The Marburg Study “Evaluation of a counselling approach focusing on genetic factors in obesity” is funded by the German Ministry of Research and Technology (BMBF, 01GP0209). We would like to thank the people who helped with the study.
Who copes well? Obesity-related coping and its associations with shame, guilt, and weight loss†
Article first published online: 26 AUG 2008
© 2008 Wiley Periodicals, Inc.
Journal of Clinical Psychology
Volume 64, Issue 10, pages 1129–1144, October 2008
How to Cite
Conradt, M., Dierk, J.-M., Schlumberger, P., Rauh, E., Hebebrand, J. and Rief, W. (2008), Who copes well? Obesity-related coping and its associations with shame, guilt, and weight loss. J. Clin. Psychol., 64: 1129–1144. doi: 10.1002/jclp.20501
- Issue published online: 2 SEP 2008
- Article first published online: 26 AUG 2008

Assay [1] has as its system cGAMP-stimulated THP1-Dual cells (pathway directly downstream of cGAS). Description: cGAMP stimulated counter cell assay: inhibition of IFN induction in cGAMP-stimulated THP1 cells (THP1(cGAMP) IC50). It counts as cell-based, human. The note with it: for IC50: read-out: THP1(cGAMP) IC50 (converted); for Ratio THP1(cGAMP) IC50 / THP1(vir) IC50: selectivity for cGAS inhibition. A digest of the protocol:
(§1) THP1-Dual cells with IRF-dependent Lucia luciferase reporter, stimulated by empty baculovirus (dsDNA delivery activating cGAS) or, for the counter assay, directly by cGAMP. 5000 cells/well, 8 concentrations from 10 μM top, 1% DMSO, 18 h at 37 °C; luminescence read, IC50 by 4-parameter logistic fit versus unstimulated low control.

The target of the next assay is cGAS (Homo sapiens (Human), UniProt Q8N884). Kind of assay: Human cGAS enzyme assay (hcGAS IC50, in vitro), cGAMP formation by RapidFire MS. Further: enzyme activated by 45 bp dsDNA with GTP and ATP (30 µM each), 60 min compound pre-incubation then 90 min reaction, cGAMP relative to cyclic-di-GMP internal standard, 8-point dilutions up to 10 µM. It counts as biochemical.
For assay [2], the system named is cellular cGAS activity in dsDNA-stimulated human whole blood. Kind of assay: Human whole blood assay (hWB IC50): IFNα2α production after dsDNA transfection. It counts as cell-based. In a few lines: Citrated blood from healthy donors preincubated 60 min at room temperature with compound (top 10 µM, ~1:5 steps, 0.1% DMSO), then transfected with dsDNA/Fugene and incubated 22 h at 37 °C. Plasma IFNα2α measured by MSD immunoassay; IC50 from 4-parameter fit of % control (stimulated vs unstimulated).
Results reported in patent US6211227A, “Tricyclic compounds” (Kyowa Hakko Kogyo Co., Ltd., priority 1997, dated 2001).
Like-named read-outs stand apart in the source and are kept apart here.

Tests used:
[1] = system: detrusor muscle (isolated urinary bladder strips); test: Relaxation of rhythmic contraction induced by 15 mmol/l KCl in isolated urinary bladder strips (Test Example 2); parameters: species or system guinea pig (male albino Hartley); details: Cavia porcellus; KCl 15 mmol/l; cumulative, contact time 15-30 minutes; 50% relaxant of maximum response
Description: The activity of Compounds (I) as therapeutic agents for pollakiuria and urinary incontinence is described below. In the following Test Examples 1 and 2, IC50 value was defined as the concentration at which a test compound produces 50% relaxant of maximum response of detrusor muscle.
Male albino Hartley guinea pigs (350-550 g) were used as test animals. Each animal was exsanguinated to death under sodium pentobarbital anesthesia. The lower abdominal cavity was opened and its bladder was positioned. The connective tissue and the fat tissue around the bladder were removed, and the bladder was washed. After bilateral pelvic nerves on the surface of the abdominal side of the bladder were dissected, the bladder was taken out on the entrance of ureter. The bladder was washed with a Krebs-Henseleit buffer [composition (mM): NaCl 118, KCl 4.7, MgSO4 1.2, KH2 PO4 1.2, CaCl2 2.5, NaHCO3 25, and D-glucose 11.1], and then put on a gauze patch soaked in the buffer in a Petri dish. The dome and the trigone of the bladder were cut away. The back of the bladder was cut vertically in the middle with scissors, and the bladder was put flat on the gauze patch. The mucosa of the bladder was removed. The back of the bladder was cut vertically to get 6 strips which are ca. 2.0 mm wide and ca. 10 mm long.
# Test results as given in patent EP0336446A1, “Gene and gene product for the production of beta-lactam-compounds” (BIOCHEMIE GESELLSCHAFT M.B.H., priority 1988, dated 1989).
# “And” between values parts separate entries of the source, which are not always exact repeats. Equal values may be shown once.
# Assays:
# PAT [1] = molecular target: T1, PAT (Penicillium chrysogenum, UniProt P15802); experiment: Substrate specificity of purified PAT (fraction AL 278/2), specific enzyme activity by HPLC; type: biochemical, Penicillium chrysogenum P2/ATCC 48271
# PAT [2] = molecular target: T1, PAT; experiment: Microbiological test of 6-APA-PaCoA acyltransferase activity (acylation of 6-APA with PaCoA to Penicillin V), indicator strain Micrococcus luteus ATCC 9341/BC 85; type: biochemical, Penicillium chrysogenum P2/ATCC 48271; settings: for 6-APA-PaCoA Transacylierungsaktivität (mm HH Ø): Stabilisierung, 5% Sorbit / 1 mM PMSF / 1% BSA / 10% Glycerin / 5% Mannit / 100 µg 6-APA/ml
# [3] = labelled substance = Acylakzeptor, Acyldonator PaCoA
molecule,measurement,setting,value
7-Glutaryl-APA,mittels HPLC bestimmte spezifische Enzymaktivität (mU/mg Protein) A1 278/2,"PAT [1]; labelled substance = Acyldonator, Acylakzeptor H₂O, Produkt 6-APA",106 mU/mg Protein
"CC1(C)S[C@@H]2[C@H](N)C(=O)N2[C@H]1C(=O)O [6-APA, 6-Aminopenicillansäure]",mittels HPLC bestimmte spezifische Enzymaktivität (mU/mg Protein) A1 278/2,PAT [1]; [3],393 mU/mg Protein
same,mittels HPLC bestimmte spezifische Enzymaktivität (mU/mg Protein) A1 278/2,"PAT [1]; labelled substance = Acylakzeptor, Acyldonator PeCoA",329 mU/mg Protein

The relationship among weight-related coping, guilt, and shame was investigated in a sample of 98 obese German individuals over a 6-month period. In terms of the objectives, the study explored the kind and frequency of typical coping situations in which obese individuals become aware of being obese. Furthermore, the study sought to determine the predictive utility of weight-related shame and guilt concerning coping responses, and to establish whether there is an association between coping responses and weight change. A longitudinal examination over a 6-month period was chosen with two measurement points. As typical distressing coping situations, individuals reported mostly negative evaluations through others/self, physical exercise situations, or environmental hazards (mainly shopping for clothes). Weight-related shame at baseline was a significant negative predictor for problem-focused engagement coping, whereas weight-related guilt was a significant positive predictor for problem-focused engagement strategies and dietary restraint at follow-up. Although Body Mass Index showed no substantial association with the coping measures, weight loss was accompanied by a substantial drop in problem-focused disengagement coping (wishful thinking, problem avoidance). Discussion of these findings focuses on the issue of possible effects of weight-related feelings of guilt and shame on coping behavior, the link between weight loss and disengaging coping strategies, and the possible use of the findings for cognitive–behavioral therapy for obesity. © 2008 Wiley Periodicals, Inc. J Clin Psychol 64:1–16, 2008.